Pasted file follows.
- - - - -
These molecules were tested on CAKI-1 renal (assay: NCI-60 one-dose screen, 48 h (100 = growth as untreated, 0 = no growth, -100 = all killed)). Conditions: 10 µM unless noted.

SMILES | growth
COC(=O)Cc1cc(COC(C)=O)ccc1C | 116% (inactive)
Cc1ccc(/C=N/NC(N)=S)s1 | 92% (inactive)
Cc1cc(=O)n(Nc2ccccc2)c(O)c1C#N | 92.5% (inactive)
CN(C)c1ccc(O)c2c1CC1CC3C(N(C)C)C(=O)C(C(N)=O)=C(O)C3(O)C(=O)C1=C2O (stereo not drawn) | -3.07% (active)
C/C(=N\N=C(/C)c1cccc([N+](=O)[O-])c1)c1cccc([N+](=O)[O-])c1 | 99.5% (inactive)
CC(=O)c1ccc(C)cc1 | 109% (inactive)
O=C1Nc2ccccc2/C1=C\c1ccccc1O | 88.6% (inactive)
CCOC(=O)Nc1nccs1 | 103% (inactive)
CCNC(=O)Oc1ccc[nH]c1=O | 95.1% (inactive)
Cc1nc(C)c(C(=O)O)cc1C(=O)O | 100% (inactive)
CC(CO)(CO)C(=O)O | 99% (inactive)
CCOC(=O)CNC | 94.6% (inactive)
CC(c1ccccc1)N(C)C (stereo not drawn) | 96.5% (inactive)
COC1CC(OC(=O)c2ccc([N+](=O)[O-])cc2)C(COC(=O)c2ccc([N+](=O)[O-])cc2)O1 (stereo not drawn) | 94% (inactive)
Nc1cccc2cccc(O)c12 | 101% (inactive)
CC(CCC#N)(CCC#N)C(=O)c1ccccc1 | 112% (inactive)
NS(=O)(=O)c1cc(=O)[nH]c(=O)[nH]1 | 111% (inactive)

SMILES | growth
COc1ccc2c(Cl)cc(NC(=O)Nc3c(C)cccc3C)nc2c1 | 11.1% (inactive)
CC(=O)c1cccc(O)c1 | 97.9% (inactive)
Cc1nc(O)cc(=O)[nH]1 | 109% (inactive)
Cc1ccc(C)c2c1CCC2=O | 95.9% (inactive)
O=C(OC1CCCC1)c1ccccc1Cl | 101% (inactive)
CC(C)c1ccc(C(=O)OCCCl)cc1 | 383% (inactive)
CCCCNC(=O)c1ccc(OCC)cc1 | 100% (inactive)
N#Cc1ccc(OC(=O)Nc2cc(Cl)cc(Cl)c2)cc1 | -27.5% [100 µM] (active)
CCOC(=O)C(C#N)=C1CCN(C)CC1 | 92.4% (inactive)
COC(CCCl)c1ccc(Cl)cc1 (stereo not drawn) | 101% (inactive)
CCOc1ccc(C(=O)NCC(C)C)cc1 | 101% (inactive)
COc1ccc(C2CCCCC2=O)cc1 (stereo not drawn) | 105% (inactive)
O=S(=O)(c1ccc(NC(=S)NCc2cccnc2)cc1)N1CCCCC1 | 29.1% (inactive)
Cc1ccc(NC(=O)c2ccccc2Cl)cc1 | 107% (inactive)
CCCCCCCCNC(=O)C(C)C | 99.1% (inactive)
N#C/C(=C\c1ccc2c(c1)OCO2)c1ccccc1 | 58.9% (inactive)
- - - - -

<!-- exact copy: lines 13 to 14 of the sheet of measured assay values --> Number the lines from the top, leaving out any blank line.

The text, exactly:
CC(CO)(CO)C(=O)O | 99% (inactive)
CCOC(=O)CNC | 94.6% (inactive)